Cassandra J. Gaston

Asst. Professor

Phone:
(305) 421-4979
Locator Code:
VK

 
About

Assistant Professor, Department of Atmospheric Science - Rosenstiel School of Marine and Atmospheric Science

Cassandra Gaston is an Assistant Professor in the Department of Atmospheric Sciences at the University of Miami’s Rosenstiel School of Marine and Atmospheric Science. She is an expert in atmospheric chemistry, specifically, in aerosols, traces gases, and their interactions.

Cassandra has lectured on topics such as atmospheric instrumentation, aerosols, and mass spectrometry. She has mentored undergraduate and graduate students on the use of particle sizing instrumentation and mass spectrometry for the sampling of gases and particles. Cassandra has guided students both in the laboratory and in the field resulting in first and co-author publications for those students, including undergraduate students.

Career

Education

2012Ph.D. , Scripps Institution of Oceanography

Career Summary

Cassandra received her Ph.D. from the Scripps Institution of Oceanography in 2012 and was a postdoctoral researcher at the University of Washington until 2015. She joined the Rosenstiel School in January 2016. Cassandra has participated in numerous field measurement campaigns including measurements made out at sea to characterize marine aerosols. She has also performed laboratory experiments to characterize gas/particle interactions that are of importance for modeling the role of atmospheric chemistry in air quality.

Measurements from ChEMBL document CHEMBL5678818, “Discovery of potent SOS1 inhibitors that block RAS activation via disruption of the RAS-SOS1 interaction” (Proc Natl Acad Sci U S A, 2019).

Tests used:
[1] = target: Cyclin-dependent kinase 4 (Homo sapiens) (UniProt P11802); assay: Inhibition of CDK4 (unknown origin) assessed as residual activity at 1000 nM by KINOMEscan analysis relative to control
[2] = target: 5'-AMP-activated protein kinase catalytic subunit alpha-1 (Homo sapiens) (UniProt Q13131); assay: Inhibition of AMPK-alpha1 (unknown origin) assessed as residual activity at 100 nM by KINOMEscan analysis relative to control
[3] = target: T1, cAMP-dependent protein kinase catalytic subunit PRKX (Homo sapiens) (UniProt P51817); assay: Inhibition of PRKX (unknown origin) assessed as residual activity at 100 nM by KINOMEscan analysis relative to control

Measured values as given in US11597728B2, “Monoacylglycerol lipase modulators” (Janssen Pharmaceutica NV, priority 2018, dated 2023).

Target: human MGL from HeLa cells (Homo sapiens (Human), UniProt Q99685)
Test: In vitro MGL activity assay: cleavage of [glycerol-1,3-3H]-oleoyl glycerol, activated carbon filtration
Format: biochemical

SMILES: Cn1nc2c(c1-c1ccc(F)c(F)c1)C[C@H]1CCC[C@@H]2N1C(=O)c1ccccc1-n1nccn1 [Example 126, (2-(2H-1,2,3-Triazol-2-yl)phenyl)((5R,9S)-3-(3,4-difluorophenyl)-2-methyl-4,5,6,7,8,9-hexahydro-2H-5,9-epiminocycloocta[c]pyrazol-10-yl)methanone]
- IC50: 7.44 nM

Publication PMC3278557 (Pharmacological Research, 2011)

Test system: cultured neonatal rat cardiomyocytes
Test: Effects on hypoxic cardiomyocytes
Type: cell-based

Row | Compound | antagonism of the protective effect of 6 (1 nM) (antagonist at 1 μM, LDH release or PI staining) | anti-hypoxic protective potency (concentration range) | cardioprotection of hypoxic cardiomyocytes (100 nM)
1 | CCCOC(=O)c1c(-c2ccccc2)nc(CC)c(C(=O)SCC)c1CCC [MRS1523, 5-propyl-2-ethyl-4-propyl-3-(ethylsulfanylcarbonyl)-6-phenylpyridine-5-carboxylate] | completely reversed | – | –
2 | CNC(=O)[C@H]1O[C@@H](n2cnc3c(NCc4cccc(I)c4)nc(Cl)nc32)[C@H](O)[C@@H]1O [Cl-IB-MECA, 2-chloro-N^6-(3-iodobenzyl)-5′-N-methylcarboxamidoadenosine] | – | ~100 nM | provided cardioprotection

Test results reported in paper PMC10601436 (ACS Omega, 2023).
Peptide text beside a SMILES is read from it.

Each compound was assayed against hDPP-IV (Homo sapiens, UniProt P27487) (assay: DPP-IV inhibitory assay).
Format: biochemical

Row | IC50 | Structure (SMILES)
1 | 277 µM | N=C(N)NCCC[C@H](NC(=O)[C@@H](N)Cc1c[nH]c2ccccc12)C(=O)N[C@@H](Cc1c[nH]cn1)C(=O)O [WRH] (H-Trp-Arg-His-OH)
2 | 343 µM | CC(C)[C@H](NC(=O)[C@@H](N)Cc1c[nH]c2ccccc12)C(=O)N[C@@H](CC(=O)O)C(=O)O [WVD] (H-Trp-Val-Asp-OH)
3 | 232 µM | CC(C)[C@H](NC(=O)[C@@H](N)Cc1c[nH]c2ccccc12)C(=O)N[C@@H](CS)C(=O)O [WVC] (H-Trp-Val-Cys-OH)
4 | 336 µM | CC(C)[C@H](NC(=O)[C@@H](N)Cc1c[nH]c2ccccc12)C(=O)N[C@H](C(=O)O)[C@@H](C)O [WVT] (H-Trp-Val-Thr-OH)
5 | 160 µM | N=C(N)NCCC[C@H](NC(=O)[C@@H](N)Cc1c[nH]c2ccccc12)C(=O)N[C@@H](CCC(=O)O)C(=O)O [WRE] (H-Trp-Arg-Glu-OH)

Career Summary

Cassandra received her Ph.D. from the Scripps Institution of Oceanography in 2012 and was a postdoctoral researcher at the University of Washington until 2015. She joined the Rosenstiel School in January 2016. Cassandra has participated in numerous field measurement campaigns including measurements made out at sea to characterize marine aerosols. She has also performed laboratory experiments to characterize gas/particle interactions that are of importance for modeling the role of atmospheric chemistry in air quality.
Research

Scientific Research

Cassandra uses state-of-the-art analytical techniques, namely mass spectrometry, to characterize the size and composition of aerosols and to quantify trace gases in the atmosphere. These techniques are field deployable and can continuously analyze gases and particles in real-time. She has deployed these techniques to ground sites and onto moving sampling platforms, such as ships. She uses these techniques to characterize particles emitted from a variety of sources, such as sea spray particles emitted from the ocean and dust particles emitted from deserts. Particles emitted from these sources can facilitate the production of clouds and deposit into ecosystems thereby affecting the biogeochemical cycling of trace elements and nutrients. Cassandra also uses these techniques to study chemical reactions between gases and particles that affect the production of criteria air pollutants and the composition of aerosols.